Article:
focused FEL pulse with metallic solids (niobium, vanadium, and their deuterides) at 13.5 nm wavelength (92 eV)
with peak intensities between 10<sup>15</sup> to 10<sup>18</sup> W/cm<sup>2</sup> and a fixed pulse length of 15 femtoseconds (full width at half
maximum). The interaction of the pulse with the metallic solids was modeled with a non-local thermodynamic
equilibrium code that included radiation transfer. The calculations also made use of a self-similar isothermal fluid
model for plasma expansion into vacuum. We find that the time-evolution of the simulated critical charge density
in the sample results in a critical depth that approaches the observed crater depths in an earlier experiment
performed at the FLASH free electron laser in Hamburg. The results show saturation in the ablation process
at intensities exceeding 10<sup>16</sup> W/cm<sup>2</sup>. Furthermore, protons and deuterons with kinetic energies of several keV
have been measured, and these concur with predictions from the plasma expansion model. The results indicate
that the temperature of the plasma reached almost 5 million K after the pulse has passed.
The recent commissioning of a X-ray free-electron laser triggered an extensive research in the area of X-ray ablation of
high-Z, high-density materials. Such compounds should be used to shorten an effective attenuation length for obtaining
clean ablation imprints required for the focused beam analysis. Compounds of lead (Z=82) represent the materials of first
choice. In this contribution, single-shot ablation thresholds are reported for PbWO<sub>4</sub> and PbI<sup>2</sup> exposed to ultra-short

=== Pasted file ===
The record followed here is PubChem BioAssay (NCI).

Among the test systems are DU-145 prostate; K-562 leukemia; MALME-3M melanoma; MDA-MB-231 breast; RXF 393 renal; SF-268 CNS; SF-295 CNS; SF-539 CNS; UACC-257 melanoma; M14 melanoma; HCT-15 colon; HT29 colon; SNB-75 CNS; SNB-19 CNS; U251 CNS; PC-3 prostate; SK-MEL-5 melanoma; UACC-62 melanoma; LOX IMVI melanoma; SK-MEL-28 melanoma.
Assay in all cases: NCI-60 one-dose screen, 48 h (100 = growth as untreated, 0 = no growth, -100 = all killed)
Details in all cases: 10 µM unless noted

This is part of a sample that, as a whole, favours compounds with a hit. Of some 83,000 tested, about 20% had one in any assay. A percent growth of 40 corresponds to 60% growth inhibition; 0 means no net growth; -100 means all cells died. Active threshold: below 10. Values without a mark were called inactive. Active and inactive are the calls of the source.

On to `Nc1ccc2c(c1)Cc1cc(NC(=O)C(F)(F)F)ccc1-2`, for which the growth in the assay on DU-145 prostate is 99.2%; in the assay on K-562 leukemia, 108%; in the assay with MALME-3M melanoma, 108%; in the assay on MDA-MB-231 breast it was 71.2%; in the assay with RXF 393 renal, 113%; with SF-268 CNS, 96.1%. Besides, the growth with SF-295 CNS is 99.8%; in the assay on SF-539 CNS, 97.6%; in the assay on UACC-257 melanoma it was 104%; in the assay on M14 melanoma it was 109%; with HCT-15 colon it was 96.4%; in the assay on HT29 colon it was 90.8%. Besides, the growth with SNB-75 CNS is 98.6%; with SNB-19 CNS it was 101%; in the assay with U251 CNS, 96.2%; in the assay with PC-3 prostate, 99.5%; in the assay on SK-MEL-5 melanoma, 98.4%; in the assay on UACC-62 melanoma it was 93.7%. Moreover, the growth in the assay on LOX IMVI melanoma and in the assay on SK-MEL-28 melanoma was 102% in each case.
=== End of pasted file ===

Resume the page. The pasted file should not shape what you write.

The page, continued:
pulses of extreme ultraviolet radiation and X-rays at FLASH and LCLS facilities, respectively. Interestingly, the
threshold reaches only 0.11 mJ/cm2 at 1.55 nm in lead tungstate although a value of 0.4 J/cm<sup>2</sup> is expected according to
the wavelength dependence of an attenuation length and the threshold value determined in the XUV spectral region, i.e.,
79 mJ/cm<sup>2</sup> at a FEL wavelength of 13.5 nm. Mechanisms of ablation processes are discussed to explain this discrepancy.
Lead iodide shows at 1.55 nm significantly lower ablation threshold than tungstate although an attenuation length of the
radiation is in both materials quite the same. Lower thermal and radiation stability of PbI<sub>2</sub> is responsible for this finding.
The beam of Free-Electron Laser in Hamburg (FLASH) tuned at either 32.5 nm or 13.7 nm was focused by a grazing
incidence elliptical mirror and an off-axis parabolic mirror coated by Si/Mo multilayer on 20-micron and 1-micron spot,
respectively. The grazing incidence and normal incidence focusing of ~10-fs pulses carrying an energy of 10 μJ lead at
the surface of various solids (Si, Al, Ti, Ta, Si<sub>3</sub>N<sub>4</sub>, BN, a-C/Si, Ni/Si, Cr/Si, Rh/Si, Ce:YAG, poly(methyl methacrylate)
- PMMA, stainless steel, etc.) to an irradiance of 10<sup>13</sup> W/cm<sup>2</sup> and 10<sup>16</sup> W/cm<sup>2</sup>, respectively. The optical emission of the
plasmas produced under these conditions was registered by grating (1200 lines/mm and/or 150 lines/mm) spectrometer
MS257 (Oriel) equipped with iCCD head (iStar 720, Andor). Surprisingly, only lines belonging to the neutral atoms
were observed at intensities around 10<sup>13</sup> W/cm<sup>2</sup>. No lines of atomic ions have been identified in UV-vis spectra emitted
from the plasmas formed by the FLASH beam focused in a 20-micron spot. At intensities around 10<sup>16</sup> W/cm<sup>2</sup>, the OE
spectra are again dominated by the atomic lines. However, a weak emission of Al<sup>+</sup> and Al<sup>2+</sup> was registered as well. The
abundance ratio of Al/Al<sup>+</sup> should be at least 100. The plasma is really cold, an excitation temperature equivalent to 0.8 eV was found by a computer simulation of the aluminum plasma OE spectrum. A broadband emission was also
registered, both from the plasmas (typical is for carbon; there were no spectral lines) and the scintillators (on Ce:YAG
crystal, both the luminescence bands and the line plasma emission were recorded by the spectrometer).